Will such efforts turn a collection of fact checks into a traffic generator? Probably not. But it may mean that users who do land on a landing page have a reason to stay and click for awhile — and perhaps even return.

Other steps fact-checkers can take to elevate and promote their work include:

Navigation and context: Landing pages don't need to be fancy — with special layouts or logos. Simply tagging articles "fact check" in most digital publishing systems is enough to create a collection of fact checks. And those tags can also power basic navigation, such as links to additional fact-checks at the bottom of an article.

One potentially effective form of navigation and promotion is to link back to earlier fact checks in other stories when and where they are most relevant. As we've noted, fact checks have unusual staying power, in part because politicians often repeat talking points and lines of attacks. Referring in context back to previous fact-checks in text (with links!) or on the air (refer to that helpful landing page!) is a good way for a news organization to continue to hold politicians accountable for repeated falsehoods, and to call attention to the fact that there is more fact-checking to be had. But we found relatively few examples of that. So despite the relatively long shelf life of fact checks, most news organizations let them go stale like a box of open crackers in the pantry.

The original purpose of the Share the Facts widget the Reporters' Lab developed was to make it easy to embed relevant fact checks in context — like embedding a tweet or a YouTube clip. But it doesn't take more than a simple link to be effective.

Cross promotion: PolitiFact had as many as 18 state affiliates during the 2016 race. But readers, viewers and listeners of those news partners might not have known about it because many of them did not promote that connection. WEWS in Cleveland did that, re-posting the text of its PolitiFact articles on its website. Instead of re-posting the full articles, the News & Observer in Raleigh wrote short, bloggy summaries of its fact checks and then linked to PolitiFact North Carolina for the full story.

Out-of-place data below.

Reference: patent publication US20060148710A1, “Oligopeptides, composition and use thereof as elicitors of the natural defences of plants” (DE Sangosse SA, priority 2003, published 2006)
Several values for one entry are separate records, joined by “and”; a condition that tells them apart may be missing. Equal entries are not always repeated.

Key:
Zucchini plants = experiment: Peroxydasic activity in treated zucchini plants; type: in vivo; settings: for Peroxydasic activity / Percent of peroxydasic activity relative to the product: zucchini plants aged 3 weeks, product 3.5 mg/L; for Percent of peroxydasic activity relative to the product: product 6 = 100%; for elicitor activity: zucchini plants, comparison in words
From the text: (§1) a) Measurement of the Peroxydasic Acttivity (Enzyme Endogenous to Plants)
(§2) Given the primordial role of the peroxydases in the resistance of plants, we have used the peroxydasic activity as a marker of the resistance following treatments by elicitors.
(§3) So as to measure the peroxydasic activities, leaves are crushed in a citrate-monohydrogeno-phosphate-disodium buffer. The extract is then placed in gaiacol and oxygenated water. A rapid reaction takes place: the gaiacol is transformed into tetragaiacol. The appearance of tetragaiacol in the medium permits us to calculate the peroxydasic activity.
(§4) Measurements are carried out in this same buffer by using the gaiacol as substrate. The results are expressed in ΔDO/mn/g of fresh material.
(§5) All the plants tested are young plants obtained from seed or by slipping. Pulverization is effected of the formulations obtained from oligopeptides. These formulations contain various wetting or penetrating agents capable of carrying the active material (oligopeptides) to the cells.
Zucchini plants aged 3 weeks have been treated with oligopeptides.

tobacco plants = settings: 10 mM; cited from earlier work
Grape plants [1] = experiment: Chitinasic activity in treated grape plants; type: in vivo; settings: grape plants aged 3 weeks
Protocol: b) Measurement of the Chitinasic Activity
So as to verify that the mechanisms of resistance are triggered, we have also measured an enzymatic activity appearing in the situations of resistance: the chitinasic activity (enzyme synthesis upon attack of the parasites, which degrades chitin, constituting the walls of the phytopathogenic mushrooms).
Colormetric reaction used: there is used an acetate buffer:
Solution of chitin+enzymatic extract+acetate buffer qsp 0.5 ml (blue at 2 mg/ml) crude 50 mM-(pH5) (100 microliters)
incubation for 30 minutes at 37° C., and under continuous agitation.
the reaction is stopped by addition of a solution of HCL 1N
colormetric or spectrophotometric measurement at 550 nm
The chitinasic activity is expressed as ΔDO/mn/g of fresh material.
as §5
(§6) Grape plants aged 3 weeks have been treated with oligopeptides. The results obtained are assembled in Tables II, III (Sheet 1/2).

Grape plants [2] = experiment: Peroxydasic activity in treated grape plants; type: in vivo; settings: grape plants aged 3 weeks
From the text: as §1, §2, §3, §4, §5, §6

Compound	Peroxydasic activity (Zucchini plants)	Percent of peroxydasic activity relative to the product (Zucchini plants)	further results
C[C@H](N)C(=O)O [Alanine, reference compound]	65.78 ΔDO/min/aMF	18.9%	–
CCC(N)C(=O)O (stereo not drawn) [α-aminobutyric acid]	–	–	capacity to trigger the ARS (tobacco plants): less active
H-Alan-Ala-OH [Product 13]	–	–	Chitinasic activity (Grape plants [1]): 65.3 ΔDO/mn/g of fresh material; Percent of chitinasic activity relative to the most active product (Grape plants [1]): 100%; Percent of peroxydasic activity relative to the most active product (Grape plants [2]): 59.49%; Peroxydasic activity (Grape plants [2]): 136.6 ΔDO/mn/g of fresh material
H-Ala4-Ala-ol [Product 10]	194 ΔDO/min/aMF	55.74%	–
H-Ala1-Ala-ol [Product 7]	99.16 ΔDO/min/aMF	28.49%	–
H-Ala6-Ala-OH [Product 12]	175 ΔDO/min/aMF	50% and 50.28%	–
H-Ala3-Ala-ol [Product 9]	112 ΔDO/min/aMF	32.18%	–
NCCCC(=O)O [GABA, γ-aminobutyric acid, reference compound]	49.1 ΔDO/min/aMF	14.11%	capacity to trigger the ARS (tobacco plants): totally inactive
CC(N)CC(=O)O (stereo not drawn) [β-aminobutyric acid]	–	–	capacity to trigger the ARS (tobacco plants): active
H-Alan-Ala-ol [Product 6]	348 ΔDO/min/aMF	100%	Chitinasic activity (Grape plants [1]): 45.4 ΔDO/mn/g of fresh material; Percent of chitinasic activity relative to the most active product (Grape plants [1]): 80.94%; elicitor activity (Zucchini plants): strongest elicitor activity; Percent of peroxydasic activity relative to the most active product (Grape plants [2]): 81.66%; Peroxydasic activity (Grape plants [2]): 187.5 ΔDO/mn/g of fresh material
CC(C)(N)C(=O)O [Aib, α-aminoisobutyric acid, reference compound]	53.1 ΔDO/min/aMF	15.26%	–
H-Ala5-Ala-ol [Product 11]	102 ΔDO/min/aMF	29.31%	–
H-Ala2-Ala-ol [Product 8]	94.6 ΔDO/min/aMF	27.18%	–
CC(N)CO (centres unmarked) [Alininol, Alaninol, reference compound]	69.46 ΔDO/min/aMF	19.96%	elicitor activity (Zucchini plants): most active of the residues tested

This kind of cross-promotion is important to all fact-checkers on all platforms. It helps tell readers and viewers and listeners there's more fact-checking to be found online.

Socializing: Social media is more than a way to drive traffic. It's also a platform fact-checkers can use to make their reporting, past and present, part of the political conversation in their community. Social media also can reach specific audiences with thought-provoking teases tailored to overcome reflexive, partisan reactions to a blunt, conclusive headline. (Note: Thought and care is required here to balance the desire to reach out to broader swaths of the electorate and the need to avoid wording that can unintentionally spread misinformation.) And social channels offer ways for local media to connect a helpful, well-understood description like "fact check" (lowercase) to a more distinctive, “branded” label ("We fact-checked that new ad in our latest #RealityTest").